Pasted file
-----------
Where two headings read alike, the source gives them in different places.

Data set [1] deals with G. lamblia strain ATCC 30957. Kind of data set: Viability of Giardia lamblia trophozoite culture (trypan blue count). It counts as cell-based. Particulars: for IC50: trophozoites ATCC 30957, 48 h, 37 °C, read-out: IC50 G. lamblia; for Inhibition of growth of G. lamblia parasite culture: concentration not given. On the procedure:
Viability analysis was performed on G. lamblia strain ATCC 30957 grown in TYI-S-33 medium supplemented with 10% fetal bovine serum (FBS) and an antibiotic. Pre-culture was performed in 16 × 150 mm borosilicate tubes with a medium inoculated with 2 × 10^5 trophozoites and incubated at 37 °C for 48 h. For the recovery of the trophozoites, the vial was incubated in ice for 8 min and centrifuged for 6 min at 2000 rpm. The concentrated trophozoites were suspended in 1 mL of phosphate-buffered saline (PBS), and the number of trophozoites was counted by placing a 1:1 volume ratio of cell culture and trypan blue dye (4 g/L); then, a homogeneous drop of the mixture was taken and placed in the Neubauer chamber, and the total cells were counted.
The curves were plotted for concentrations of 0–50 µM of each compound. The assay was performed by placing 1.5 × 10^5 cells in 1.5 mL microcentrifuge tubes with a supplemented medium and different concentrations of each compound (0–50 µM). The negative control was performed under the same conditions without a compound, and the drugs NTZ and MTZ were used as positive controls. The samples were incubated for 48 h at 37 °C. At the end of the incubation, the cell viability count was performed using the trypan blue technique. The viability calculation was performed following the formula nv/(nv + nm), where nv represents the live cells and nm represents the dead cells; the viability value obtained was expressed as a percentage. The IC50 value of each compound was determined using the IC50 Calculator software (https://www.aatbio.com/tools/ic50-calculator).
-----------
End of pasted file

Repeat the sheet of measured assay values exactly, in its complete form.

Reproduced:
Where two headings read alike, the source gives them in different places.

Data set [1] deals with G. lamblia strain ATCC 30957. Kind of data set: Viability of Giardia lamblia trophozoite culture (trypan blue count). It counts as cell-based. Particulars: for IC50: trophozoites ATCC 30957, 48 h, 37 °C, read-out: IC50 G. lamblia; for Inhibition of growth of G. lamblia parasite culture: concentration not given. On the procedure:
Viability analysis was performed on G. lamblia strain ATCC 30957 grown in TYI-S-33 medium supplemented with 10% fetal bovine serum (FBS) and an antibiotic. Pre-culture was performed in 16 × 150 mm borosilicate tubes with a medium inoculated with 2 × 10^5 trophozoites and incubated at 37 °C for 48 h. For the recovery of the trophozoites, the vial was incubated in ice for 8 min and centrifuged for 6 min at 2000 rpm. The concentrated trophozoites were suspended in 1 mL of phosphate-buffered saline (PBS), and the number of trophozoites was counted by placing a 1:1 volume ratio of cell culture and trypan blue dye (4 g/L); then, a homogeneous drop of the mixture was taken and placed in the Neubauer chamber, and the total cells were counted.
The curves were plotted for concentrations of 0–50 µM of each compound. The assay was performed by placing 1.5 × 10^5 cells in 1.5 mL microcentrifuge tubes with a supplemented medium and different concentrations of each compound (0–50 µM). The negative control was performed under the same conditions without a compound, and the drugs NTZ and MTZ were used as positive controls. The samples were incubated for 48 h at 37 °C. At the end of the incubation, the cell viability count was performed using the trypan blue technique. The viability calculation was performed following the formula nv/(nv + nm), where nv represents the live cells and nm represents the dead cells; the viability value obtained was expressed as a percentage. The IC50 value of each compound was determined using the IC50 Calculator software (https://www.aatbio.com/tools/ic50-calculator).